Chickdowntown fashion shop fails to pay debt, suit says
High-end women's fashion retailer Chickdowntown has defaulted on a revolving loan with Enterprise Bank, a court complaint says, and while owner Amy Reed says the days "may be numbered" for the business, she will keep filling orders.
"Good news! Chickdowntown will be up and running in the next day or two," Reed said in an online post Monday, adding that orders placed in the last week will ship, and future orders will go out in a "timely manner." She couldn't be reached for further comment.
The Downtown-based retailer's Web site seemed to be down yesterday. A phone message said the Liberty Avenue store's number had been temporarily disconnected.
Enterprise Bank, Allison Park, last week sought a judgment in Allegheny County Common Pleas Court against Chickdowntown operator Chick LLC, to collect almost $973,000 related to a line of credit the business secured last year.
The business is in default on the loan, the bank said in its complaint, and has failed or refused to make payments.
Several clothing suppliers and other businesses have filed lawsuits against Chick LLC in recent months, court records show.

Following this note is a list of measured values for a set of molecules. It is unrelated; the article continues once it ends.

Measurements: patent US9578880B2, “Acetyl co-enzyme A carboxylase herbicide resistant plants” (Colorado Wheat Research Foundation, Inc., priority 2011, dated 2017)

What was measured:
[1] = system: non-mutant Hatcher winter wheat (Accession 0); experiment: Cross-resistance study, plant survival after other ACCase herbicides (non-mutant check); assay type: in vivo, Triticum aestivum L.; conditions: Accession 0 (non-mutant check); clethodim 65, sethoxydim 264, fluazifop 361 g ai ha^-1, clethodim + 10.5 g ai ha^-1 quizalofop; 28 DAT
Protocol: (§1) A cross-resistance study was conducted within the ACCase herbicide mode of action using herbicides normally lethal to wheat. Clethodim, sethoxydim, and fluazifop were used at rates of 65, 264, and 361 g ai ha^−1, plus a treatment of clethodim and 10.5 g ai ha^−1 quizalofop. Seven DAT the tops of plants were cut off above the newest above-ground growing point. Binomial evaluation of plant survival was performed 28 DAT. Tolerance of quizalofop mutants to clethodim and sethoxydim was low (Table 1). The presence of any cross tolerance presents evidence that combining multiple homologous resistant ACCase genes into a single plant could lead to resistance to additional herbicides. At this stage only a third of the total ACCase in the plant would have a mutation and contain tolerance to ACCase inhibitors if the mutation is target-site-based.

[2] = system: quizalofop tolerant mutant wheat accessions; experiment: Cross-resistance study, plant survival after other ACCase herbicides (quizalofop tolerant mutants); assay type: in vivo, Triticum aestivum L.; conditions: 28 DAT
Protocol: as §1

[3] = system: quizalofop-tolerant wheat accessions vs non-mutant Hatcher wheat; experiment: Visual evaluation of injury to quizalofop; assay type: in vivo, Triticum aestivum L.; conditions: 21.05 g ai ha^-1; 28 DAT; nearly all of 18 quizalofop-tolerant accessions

Obzee NY Inc. of New York City was seeking just over $14,000 for coats, skirts, silk blouses and other items, while Velvet Inc. of Culver City, Calif., was asking $9,750.
Some cases have been settled. And Chick LLC in May appealed a $3,300 judgment the Tribune-Review Publishing Co. obtained against the business.
Reed opened her boutique in May 2007 on the ground floor of the Clark Building on Liberty Avenue, which her husband owns. She started the online business three months later, focusing on trendy styles from 150 designers.
Chickdowntown advertised in Harper's Bazaar, Vogue and other fashion publications, and ran TV ads to drive customers to the Web site that represented the bulk of the business.
Late last month, the business said it was adding lower-end lines and one-of-a-kind pieces, and the store would be open from 11 a.m to 6 p.m. daily.
In a post last week, Reed said Chickdowntown was self-financed except for a small line of credit "that now seems like a big line of credit."
All sale proceeds now will go toward paying off the credit line, instead of operating expenses such as payroll, she said, and merchandise is being sold at clearance prices, with all sales final.
Reed, writing that the days for Chickdowntown "may be numbered," also said she bought the online name fashionandotherstuff.com . There, she said, she plans to write about "life after CD," a possible reopening and any new venture.